The upshot is that you get to take all this bewilderment and self-recrimination and put it to good use! Since both of your exes are now just that—exes—you’ve got a lot of time on your hands to get into therapy, take yourself temporarily off the dating market, and figure out what you want your relationships to look like in the future. Pain is an excellent motivator, and I think you have plenty of it to make a good start.
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I have recently come to terms with the fact that I cannot drink responsibly and have started attending AA meetings. I’ve taken it upon myself to apologize to everyone I’ve hurt; some have forgiven me, some have not, and I accept that. My problem is this: My mother is my rock and my biggest supporter, but she thinks I stopped drinking three weeks ago. In fact, it’s only been a week. I want to be honest with her but also don’t want to hurt her. It’s important to me, and to her from what I gather, that I celebrate milestones of sobriety—a week, a month, a year—but I know the timeline won’t add up. Should I come clean or just hope she doesn’t notice the discrepancy when I hit the one-month mark?
—Recently Reformed Alcoholic
There’s a good reason newcomers to AA are encouraged to find a sponsor and work the steps in sequential order. The ninth step reads “Made direct amends to such people wherever possible, except when to do so would injure them or others.” It’s not necessary (or helpful!) to immediately start apologizing to everyone in one’s life—it takes time to clear away the debris of the past, and oftentimes apologies do more for the person apologizing than anyone else. It’s not necessary for you to update your mother on a day-by-day basis about your sobriety. There is, as you likely know, a program available for people like your mother called Al-Anon; she will find support and assistance there. Many alcoholics experience relapse or slipups early in their recovery. The important thing is that you’re sober now and committed to staying that way. If the “anniversary” of your continuous sobriety comes up in conversation with your mother, you can be honest about it with her—and you shouldn’t lie if she asks—but your focus right now should be on finding a sponsor and getting involved in the program, not on making a full confession to your mother.
There’s also a reason that AA members are encouraged to practice their recovery “one day at a time,” and it’s not superstition or pessimism. Worry about your 30-day chip when the day comes, and not before. Congratulations on finding a program that works for you, and best of luck with your continued recovery.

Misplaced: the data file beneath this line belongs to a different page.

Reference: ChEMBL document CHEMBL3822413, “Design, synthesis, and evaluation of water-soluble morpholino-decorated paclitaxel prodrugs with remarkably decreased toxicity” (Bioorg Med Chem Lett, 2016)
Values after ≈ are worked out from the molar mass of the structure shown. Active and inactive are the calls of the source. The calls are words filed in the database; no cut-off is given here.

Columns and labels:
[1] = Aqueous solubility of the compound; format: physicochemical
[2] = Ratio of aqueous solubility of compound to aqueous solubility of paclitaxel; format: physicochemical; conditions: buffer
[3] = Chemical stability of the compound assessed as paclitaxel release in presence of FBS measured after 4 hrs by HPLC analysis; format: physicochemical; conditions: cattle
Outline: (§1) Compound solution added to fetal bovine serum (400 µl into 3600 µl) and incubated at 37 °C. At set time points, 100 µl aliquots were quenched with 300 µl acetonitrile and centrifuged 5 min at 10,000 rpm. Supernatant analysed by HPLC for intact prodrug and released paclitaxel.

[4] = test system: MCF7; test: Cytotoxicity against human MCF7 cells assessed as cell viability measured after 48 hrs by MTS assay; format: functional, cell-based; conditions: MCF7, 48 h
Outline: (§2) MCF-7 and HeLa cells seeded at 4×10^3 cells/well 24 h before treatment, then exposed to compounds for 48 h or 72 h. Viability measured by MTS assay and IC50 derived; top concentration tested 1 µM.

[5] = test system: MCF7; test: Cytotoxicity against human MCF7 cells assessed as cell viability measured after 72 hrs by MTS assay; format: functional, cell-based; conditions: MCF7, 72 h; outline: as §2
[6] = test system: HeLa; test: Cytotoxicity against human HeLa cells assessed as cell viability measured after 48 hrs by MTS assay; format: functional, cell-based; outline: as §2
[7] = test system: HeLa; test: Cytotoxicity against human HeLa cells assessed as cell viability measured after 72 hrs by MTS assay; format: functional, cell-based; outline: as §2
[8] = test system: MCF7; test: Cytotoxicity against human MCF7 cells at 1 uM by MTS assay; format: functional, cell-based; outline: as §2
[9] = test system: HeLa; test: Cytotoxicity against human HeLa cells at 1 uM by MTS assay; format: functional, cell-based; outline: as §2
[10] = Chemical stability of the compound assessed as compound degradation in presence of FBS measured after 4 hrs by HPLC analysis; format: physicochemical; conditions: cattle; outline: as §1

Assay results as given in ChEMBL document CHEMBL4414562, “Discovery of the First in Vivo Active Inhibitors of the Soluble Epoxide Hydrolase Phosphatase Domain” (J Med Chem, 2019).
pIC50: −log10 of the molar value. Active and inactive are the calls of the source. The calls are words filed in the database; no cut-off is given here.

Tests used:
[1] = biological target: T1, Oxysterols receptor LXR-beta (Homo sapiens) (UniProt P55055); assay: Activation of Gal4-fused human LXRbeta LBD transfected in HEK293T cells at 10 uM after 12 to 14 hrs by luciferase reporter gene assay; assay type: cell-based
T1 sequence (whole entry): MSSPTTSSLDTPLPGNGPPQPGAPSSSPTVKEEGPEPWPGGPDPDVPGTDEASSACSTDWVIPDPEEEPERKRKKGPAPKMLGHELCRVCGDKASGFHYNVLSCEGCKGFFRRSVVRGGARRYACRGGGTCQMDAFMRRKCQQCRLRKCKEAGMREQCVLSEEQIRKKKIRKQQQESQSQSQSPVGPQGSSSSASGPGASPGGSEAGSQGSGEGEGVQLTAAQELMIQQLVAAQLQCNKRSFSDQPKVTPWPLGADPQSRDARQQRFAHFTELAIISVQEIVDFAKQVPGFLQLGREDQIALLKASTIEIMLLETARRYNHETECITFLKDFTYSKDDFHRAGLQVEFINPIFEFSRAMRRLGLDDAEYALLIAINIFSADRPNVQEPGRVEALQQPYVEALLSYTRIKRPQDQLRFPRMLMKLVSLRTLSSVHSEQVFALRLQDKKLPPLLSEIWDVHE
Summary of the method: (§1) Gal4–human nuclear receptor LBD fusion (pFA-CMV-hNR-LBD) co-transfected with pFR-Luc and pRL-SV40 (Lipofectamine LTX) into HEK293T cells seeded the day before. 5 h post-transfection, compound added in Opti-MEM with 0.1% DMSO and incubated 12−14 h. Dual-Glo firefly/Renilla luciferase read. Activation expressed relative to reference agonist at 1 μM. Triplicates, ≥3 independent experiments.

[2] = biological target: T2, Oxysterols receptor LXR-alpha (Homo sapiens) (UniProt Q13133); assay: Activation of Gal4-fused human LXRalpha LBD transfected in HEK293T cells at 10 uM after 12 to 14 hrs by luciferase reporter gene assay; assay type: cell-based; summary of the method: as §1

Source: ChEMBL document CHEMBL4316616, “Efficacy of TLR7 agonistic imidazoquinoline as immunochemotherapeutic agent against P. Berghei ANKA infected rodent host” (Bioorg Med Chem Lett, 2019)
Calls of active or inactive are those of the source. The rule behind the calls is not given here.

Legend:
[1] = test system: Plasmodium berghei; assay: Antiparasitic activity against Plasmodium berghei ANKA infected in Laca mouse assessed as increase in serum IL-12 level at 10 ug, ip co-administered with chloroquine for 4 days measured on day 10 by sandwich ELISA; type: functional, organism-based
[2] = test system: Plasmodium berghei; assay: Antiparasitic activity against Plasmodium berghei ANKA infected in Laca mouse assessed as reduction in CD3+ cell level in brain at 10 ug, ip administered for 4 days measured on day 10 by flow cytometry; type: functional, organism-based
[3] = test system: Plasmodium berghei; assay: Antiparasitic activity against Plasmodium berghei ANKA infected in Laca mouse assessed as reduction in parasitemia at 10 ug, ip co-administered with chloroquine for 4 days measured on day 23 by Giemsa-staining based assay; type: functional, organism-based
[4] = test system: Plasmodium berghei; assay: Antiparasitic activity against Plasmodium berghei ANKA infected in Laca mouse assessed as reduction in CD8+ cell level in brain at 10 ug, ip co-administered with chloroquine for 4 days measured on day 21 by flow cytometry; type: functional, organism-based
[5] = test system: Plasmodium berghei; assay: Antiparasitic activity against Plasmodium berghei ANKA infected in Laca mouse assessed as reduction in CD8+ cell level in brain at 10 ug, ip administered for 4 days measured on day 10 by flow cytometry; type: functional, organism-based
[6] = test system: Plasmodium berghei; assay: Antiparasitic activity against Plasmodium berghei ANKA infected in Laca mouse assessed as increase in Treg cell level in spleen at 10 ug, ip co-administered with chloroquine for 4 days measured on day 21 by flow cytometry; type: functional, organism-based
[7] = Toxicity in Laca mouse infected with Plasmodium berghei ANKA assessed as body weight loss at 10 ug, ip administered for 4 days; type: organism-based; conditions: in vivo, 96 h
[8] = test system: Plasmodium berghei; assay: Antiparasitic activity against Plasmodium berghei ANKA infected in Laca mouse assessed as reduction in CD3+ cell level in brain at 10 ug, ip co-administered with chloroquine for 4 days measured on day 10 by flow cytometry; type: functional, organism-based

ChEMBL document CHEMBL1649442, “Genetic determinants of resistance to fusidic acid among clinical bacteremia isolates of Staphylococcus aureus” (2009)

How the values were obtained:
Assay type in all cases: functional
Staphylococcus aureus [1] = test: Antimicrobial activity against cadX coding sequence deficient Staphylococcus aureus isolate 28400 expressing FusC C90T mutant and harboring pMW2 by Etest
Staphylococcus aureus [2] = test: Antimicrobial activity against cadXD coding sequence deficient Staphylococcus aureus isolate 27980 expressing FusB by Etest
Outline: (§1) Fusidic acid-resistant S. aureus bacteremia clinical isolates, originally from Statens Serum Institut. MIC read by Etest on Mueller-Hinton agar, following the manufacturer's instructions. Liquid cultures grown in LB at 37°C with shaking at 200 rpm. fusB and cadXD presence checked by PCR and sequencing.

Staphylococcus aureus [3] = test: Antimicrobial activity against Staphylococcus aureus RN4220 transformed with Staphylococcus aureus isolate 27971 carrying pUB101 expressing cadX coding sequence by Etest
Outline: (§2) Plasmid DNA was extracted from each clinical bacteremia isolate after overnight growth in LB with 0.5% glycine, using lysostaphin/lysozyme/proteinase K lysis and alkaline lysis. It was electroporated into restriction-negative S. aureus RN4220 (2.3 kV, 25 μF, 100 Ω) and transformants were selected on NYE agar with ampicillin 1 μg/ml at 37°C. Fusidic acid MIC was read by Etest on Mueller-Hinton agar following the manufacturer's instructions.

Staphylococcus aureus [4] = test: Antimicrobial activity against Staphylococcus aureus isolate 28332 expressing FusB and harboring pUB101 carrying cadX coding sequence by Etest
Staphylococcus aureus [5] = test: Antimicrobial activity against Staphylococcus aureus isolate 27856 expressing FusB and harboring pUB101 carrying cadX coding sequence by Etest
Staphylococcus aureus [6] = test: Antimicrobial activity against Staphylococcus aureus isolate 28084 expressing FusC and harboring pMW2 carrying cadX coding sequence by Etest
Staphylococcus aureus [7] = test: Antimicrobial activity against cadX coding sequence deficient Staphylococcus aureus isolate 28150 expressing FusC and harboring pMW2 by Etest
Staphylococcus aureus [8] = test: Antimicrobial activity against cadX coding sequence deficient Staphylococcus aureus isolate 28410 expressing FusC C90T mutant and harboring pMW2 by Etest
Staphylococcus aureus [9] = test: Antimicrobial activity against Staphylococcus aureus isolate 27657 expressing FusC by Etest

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Dear Prudie: I told my tomboy friend no one would have sex with her. Can I ask her out now?
Hear more Prudie at Slate.com/Prudiepod.
I’ve been dating a guy for about two months. Everything seemed to be going great. We’d already known one another for a few years, and I thought we knew each other pretty well. The last time I saw him, I spent the night at his home. The next day, I left to get ready for work and didn’t hear from him all day. The day after that, I sent him a link to an article I thought would interest him. He replied, “Crazy.” I agreed and mentioned something else I thought he would find interesting. He didn’t reply.
We haven’t communicated since then. (It’s been a week.) Since I’m the one who sent the last text, I’d say he’s the one ghosting me. But what if he thinks I’m ghosting him? Should I try a quick “Hey, how have you been,” wait it out, or assume this is over?
—Who’s Ghosting Whom?
He does not think you are ghosting him because you are not ghosting him. Nor should you “wait it out” or try to casually start another topic of discussion. It’s one thing to mutually decline to meet up again after a mediocre date or two, but you two have known one another for years, you’ve been dating for two months, and you’ve spent the night at his house—ghosting is neither polite nor standard breakup protocol in this instance. It’s never fun to initiate a conversation that might end in a breakup, but your next move is to say, “I haven’t heard from you since we spent the night together. What’s up?” (You might even decide to call, since texting is proving such an easy medium for him to flake on.) Don’t ask how he’s been because that’s not the question you really want to ask. Be direct, and ask him to be direct with you.